Talking About Triggers in Group Meetings

If you’ve ever been through addiction and subsequent recovery, then you’ve probably learned a thing or two about triggers. Triggers are things – people, places, events, sights, smells, dreams, emotions, or what have you that trigger us into thinking about substance use again, or worse, not thinking and acting on those triggers.

One of the key plans in relapse prevention is taking the time necessary to learn more about the self – finding out what makes you tick, what makes you mad, sad, angry, lonely, (as well as all the good emotions). What you want to understand about yourself is what triggers you? What makes you not want to face the world and go running back to the escape?

It’s hard to think about it like that, but it’s the truth. There are things none of us like to deal with or face. There are plenty of things we simply haven’t learned how to deal with or face during our precious time here on earth. That’s why it’s so important to face the facts about yourself and learn those triggers.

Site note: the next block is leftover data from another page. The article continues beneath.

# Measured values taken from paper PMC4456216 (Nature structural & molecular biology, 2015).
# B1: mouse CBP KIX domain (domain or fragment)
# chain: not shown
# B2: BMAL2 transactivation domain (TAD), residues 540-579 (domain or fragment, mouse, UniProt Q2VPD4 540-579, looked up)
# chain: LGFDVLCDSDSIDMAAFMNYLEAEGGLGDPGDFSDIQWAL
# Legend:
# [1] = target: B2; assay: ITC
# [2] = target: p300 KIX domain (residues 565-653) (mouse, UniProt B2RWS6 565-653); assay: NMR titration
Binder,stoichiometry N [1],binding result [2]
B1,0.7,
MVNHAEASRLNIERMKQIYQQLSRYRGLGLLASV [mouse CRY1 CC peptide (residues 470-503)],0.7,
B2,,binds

When we take this time to learn about ourselves we can often head off relapse and the return of addiction and dependence. For example, maybe for some of us, a trigger is being spoken to a certain way. When people, especially certain people take a tone with us that we’re all too familiar with, instead of facing that problem, we can shut down, want to escape by any means.

Right? Well, recovery is all about learning how to deal or cope with things in a different way. Instead of accepting the way someone is talking to us and dealing with it by going back to substance use, we’ve got to learn to not allow this person or any person to speak to us that way, right? We either stand up for ourselves, remove this person from our lives, or remove ourselves from that situation as it comes up.

This is just one example and of course it’s much harder than we’re making it sound now. But, if you already know what it takes because you’ve been learning about your triggers and how-to better cope with them, then you’re already one step ahead!

Who’s got triggers they want to share and discuss the way they’ve learned to deal with them?

Reference
N.D. “The 10 Most Common Addiction Relapse Triggers". The Cabin. (website). 2018
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